After the Fire
In the event you suffer a fire at your home or business, life as you know it will change. If you plan ahead, the recovery phase will be much shorter for you. The most important factor is doing everything possible to assure everyone survives the incident. Having functioning smoke alarms, an escape plan, and unobstructed exit pathways are keys to increasing fire survival risk. All this being said, recovery from a significant fire in your home or business, even without any injuries or deaths, will require patience and a lot of hard work.
First Things First
A fire in your home will be an emotionally trying event. It will usually be hardest on children, the elderly, or those with disabilities. It is important to remain calm and first make certain everyone is physically okay. Seeing to food, water, medications, and rest are the first priorities. To help with the emotional trauma, it's important to find shelter in a quiet, safe place. Isolation from the turmoil of the fire scene (and related news) can be beneficial. Focus on any positive aspects of the situation and be receptive to help from family and friends. In the days after a fire, returning to some form of a routine as quickly as possible will also be helpful. Arrange shelter for pets, and visit them frequently during the recovery period.
Do not re-enter you home unless the fire department has told you it is safe to do so. Often, they will be happy to assist you in recovering important items if it is no longer safe to stay at your home. Contact your insurance agency as soon as possible. Many insurance companies have crews available to assist you after a fire. If safe to do so, document the damage with photos and video. Begin compiling a list of damaged or destroyed items. Be sure to make copies for yourself of any documentation shared with insurance companies or other agencies.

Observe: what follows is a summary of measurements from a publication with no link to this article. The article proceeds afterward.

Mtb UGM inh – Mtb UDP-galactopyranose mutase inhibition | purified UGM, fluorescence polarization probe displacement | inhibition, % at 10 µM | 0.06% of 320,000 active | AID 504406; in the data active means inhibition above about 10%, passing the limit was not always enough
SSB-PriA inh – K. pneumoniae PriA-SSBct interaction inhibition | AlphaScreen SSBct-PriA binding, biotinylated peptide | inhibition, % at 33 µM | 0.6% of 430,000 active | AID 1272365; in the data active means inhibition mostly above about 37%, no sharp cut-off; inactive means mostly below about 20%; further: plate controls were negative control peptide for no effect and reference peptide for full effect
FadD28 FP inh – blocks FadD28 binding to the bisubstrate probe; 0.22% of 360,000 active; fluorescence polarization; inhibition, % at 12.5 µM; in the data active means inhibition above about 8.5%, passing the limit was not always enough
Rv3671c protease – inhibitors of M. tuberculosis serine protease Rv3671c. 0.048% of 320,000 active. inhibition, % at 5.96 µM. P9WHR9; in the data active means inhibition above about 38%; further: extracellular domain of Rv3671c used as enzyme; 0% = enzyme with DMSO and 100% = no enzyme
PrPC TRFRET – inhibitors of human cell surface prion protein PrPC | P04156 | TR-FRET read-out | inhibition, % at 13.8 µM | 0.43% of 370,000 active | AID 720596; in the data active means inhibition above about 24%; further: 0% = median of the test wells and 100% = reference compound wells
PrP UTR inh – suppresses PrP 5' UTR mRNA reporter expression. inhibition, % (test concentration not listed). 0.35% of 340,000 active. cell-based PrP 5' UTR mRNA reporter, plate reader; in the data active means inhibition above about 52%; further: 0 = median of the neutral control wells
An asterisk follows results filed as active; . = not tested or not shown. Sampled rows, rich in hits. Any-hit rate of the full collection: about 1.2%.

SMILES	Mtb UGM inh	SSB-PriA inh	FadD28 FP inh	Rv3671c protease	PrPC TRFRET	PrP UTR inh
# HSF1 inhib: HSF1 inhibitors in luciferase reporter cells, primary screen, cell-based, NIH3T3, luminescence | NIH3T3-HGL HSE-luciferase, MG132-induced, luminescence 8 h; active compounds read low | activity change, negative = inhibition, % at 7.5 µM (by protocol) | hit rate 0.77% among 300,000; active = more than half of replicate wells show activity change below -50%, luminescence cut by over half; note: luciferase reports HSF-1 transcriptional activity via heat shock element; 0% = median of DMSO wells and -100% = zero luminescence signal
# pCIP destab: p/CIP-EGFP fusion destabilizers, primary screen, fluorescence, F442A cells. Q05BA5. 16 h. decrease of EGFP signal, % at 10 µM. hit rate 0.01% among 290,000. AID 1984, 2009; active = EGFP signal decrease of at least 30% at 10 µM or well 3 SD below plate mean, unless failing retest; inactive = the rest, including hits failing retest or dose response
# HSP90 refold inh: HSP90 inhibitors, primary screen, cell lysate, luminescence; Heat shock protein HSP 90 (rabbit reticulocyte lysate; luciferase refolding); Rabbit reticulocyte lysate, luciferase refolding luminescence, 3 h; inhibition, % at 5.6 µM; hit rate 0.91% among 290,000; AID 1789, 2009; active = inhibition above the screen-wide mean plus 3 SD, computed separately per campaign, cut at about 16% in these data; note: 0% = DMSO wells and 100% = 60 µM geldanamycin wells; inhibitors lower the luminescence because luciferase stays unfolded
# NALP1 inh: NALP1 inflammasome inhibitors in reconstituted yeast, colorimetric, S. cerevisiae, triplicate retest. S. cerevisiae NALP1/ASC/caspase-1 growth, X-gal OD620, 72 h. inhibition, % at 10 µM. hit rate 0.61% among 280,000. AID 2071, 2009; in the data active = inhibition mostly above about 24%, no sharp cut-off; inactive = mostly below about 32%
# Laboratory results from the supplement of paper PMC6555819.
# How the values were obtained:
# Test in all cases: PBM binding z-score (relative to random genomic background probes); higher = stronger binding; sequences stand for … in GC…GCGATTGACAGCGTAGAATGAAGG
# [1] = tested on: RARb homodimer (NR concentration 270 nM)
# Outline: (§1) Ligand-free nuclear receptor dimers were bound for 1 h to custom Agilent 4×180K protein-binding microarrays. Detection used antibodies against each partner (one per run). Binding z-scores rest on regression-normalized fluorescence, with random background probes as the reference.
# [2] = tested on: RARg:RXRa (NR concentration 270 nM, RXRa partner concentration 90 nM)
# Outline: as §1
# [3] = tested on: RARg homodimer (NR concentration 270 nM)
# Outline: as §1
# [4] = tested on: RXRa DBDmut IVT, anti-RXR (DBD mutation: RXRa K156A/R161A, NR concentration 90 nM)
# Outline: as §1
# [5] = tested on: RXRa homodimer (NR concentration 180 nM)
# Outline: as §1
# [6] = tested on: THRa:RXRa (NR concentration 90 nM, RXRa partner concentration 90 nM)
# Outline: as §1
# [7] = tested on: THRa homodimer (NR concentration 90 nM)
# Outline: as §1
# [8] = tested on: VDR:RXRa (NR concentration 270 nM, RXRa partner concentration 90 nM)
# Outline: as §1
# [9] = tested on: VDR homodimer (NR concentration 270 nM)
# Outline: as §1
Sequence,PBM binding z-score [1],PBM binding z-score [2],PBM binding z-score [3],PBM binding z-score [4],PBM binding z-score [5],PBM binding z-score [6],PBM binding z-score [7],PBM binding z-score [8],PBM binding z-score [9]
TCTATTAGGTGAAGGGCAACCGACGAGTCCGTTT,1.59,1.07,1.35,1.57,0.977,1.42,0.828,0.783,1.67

Fires and other natural disasters can destroy personal items and information in moments. In today's computer-assisted world It's becoming increasingly easy to back up important information and KEEP A COPY IN A REMOTE LOCATION AWAY FROM THE HOME OR BUSINESS. Here is a list of common, important documents, including where to obtain replacements:
- Driver's license, auto registration: Department of motor vehicles
- Bank accounts/books (checking, savings, etc.): Your bank, as soon as possible
- Insurance policies: Your insurance agent
- Military discharge papers: Department of Veterans Affairs
- Passports: Passport service
- Birth, death and marriage certificates: Bureau of Records in the appropriate state
- Divorce papers: Circuit court where decree was issued
- Social Security or Medicare cards: Local Social Security office
- Credit cards: The issuing companies, as soon as possible
- Titles to deeds: Records department of the locality in which the property is located
- Stocks and bonds: Issuing company or your broker
- Wills: Your attorney
- Medical records: Your physician
- Warranties: Issuing company
- Income tax records: The IRS Center where filed, or your accountant
- Citizenship papers: U.S. Immigration and Naturalization Service
- Prepaid burial contract: Issuing company
- Animal registration papers: Humane Society
- Mortgage papers: Lending institution
Inspections and restoration of your home following a fire is best left to professionals. Since your insurance company will be paying your claim, it's important to consult with them regarding authorized service providers. Many companies specializing in fire restoration and re-building can be found in the local Yellow Pages. Be sure to check their reputations through agencies such as the Better Business Bureau or Attorney General's Office.
For additional information, see the United States Fire Administration booklet "After the Fire".